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Wednesday, August 17, 2005

Salem witch hunt

Here's an American history lesson to remember: Persecution of people is not a good thing. That wouldn't seem hard to forget, but some people have thick skulls and small brains, walking proof for the theory of de-evolution. Interesting article on Salem witch hunts in The Telegraph:

Spectral apparitions, red rats and talking cats; a community threatened by unseen demonic powers; and finally, a collective hysteria that left hundreds unjustly accused, and almost two dozen innocent victims hanging from the town's gallows: it is not hard to see why the witches of Salem - the Massachusetts village 17 miles north of Boston - have constituted a troubling presence in America's otherwise generally sunny, go-getting historical consciousness. Within a few years of the event, the great "witch-hunt" of 1692 was already regarded, almost embarrassingly, as the dark side of the Pilgrim Fathers' zealous puritan piety; a nasty blot of medieval superstition on the decent copybook of God-fearing American rationality. Little wonder that Arthur Miller reworked the story in his 1953 play, The Crucible, as an allegory of Senator McCarthy's anti-Communist witch-hunts, then sweeping the US. And, of course, it is Miller's version of those events with which we are most familiar. Yet, as Richard Francis ably demonstrates in this new book, the historical truth was even stranger - and no less dramatic - than Miller's fiction. The events at Salem constituted not simply a self-contained outburst of irrationality, Francis argues, but a defining moment in the history of early America: one in which can be discerned both the demons of the puritan past (the preoccupation of the Miller play), and also the harbingers of "modernity" - of a new, and far more sceptical attitude within the colony to the values and prejudices of the first generation of New Englanders.
This reminds me of something...Something more recent...The treatment of prisoners, including young children raped and people beaten to death at Abu Ghraib? Nasty blot there. Michelle Malkin's defense of racism? Possibly. The glorification of the shooting death of an innocent electrician on a London subway? Maybe. The second-class citizenship for gay people? The disrespect shown to people of no faith or to Wiccans and people of other faiths besides Christianity? Hmmm. An abundance of riches for future embarrassments and "nasty blots" on our national heritage.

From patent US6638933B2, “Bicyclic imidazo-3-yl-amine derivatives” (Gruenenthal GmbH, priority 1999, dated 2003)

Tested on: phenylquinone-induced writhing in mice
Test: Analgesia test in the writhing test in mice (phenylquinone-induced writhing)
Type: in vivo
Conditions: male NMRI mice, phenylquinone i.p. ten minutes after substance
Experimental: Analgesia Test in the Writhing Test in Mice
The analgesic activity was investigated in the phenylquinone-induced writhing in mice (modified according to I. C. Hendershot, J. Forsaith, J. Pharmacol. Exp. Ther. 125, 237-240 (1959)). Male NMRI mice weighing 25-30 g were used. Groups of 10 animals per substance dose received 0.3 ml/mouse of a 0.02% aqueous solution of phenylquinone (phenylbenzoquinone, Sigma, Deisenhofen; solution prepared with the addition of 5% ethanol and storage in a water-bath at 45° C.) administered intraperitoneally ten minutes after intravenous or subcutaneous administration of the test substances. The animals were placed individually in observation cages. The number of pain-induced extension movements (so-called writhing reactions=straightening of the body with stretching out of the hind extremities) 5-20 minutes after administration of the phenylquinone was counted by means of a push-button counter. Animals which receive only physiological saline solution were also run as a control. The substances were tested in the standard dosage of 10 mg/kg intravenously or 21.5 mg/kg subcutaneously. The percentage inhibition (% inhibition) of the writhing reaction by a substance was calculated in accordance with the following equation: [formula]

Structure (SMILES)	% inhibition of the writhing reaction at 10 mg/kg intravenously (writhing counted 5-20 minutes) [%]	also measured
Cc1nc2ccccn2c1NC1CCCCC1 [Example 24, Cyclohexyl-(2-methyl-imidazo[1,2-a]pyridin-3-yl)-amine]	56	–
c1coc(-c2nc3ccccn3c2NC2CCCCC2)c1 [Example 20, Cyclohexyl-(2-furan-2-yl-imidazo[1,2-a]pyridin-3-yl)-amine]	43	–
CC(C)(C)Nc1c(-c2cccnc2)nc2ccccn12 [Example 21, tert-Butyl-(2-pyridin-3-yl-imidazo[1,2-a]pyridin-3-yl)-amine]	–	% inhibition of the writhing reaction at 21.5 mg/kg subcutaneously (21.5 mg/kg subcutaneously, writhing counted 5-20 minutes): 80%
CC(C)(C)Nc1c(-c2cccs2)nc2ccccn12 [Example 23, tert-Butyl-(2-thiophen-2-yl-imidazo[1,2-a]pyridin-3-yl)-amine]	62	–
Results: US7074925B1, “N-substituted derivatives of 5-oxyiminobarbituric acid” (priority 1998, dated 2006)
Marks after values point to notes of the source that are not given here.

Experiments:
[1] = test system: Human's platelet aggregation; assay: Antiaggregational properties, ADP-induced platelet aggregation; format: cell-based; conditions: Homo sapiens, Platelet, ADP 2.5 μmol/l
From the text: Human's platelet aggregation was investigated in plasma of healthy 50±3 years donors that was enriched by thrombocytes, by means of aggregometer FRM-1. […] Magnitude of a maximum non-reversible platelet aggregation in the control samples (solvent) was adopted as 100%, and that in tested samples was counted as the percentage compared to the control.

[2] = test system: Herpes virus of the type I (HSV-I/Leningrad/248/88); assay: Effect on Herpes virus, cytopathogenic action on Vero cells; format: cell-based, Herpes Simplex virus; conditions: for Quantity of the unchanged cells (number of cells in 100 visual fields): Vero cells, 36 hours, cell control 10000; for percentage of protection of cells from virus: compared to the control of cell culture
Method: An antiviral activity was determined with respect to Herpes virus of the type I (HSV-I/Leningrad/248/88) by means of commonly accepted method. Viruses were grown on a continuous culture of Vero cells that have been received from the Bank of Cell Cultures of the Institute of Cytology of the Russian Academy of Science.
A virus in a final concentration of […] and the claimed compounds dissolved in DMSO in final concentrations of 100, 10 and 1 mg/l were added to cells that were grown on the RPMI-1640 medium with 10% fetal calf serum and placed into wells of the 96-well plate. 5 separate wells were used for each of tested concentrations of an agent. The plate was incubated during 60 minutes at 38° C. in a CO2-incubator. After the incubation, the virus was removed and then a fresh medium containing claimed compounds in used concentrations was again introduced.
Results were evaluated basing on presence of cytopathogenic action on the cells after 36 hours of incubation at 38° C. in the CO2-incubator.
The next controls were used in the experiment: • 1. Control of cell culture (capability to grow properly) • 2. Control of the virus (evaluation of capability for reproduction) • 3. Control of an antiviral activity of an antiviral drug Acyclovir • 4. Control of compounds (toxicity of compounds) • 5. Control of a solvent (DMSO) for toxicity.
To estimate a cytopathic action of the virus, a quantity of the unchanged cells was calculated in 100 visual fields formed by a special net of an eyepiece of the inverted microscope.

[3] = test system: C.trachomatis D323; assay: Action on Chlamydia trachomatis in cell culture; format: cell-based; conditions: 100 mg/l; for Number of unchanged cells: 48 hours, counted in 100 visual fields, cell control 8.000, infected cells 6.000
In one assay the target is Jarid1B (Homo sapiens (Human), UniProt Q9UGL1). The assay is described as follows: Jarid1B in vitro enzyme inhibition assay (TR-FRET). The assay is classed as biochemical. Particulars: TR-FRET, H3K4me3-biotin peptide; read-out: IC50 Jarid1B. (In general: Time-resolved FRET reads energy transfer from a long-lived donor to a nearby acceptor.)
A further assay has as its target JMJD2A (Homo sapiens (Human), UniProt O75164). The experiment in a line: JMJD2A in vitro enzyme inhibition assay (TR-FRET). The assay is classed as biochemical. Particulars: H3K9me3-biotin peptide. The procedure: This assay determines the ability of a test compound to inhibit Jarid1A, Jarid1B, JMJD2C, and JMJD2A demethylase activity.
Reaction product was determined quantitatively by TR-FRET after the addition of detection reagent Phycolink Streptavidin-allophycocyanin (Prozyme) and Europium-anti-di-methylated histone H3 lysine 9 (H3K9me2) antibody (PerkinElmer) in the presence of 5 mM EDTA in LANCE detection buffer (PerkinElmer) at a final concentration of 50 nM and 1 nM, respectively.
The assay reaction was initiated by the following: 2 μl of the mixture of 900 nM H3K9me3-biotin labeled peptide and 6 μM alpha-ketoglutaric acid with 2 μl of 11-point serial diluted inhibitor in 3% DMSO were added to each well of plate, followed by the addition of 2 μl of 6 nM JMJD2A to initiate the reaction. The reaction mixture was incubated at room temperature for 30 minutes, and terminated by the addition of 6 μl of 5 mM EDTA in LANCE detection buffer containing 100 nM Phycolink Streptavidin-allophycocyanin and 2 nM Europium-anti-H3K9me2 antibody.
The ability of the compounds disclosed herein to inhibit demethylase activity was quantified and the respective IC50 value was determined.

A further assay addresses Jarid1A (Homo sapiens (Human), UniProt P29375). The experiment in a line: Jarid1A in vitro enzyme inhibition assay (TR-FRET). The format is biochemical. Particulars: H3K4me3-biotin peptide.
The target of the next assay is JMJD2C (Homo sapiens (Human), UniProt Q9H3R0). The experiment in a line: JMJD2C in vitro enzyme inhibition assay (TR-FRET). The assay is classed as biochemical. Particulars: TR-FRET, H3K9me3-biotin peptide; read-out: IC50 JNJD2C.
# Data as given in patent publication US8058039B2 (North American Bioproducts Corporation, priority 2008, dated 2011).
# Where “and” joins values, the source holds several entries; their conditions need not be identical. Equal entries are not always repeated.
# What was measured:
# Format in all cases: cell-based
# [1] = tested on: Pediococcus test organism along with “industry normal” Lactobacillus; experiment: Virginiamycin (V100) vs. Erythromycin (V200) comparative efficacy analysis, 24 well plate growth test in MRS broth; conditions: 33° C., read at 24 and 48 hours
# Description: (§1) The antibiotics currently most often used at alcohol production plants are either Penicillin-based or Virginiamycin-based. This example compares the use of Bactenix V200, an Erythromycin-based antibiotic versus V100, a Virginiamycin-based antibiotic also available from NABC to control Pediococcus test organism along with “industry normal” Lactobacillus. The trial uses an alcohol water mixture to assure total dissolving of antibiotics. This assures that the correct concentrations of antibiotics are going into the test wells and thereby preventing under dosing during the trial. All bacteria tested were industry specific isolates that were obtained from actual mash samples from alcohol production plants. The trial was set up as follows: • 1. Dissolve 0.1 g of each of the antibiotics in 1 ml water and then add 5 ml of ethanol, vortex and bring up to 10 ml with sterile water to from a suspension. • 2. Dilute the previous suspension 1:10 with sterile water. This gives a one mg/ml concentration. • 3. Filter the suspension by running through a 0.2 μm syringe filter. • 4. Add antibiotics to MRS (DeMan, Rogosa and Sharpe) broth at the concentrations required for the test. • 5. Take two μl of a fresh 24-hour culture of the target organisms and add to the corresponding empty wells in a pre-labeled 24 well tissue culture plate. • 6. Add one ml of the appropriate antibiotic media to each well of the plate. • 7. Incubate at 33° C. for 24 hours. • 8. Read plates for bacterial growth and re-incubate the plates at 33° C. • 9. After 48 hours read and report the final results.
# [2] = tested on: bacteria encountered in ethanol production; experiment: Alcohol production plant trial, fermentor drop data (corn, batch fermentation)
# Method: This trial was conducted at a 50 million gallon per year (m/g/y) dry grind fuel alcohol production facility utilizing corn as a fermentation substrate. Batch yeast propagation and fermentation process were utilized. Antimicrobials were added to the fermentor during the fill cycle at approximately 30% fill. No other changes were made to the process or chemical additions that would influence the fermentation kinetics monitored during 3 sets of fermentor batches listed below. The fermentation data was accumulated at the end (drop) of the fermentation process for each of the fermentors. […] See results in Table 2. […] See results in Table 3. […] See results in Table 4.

Blogger Carnacki said...

Was that too angry?

8/17/2005 10:20:00 PM  
Anonymous Anonymous said...

This comment has been removed by a blog administrator.

8/17/2005 10:36:00 PM  
Blogger protected static said...

Too angry? Not by my standards... But I think you might need to spend some time @ Kos or Booman or MLW to vent ;)

8/18/2005 12:54:00 AM  
Blogger protected static said...

Whoops... I see you already have.

8/18/2005 01:02:00 AM  
Blogger Curt said...

The Salem witch angle brings it sufficiently on-topic, I think. We really are repeating history in some awful ways right now, I think. In its conduct of the Iraq fiasco and marginalization of gays, the right seems to have learned nothing from Vietnam or its history on black issues.

8/18/2005 09:23:00 AM  
Blogger Tim said...

thanks for directing me here from Enjoyed what you wrote.

8/19/2005 11:34:00 PM  

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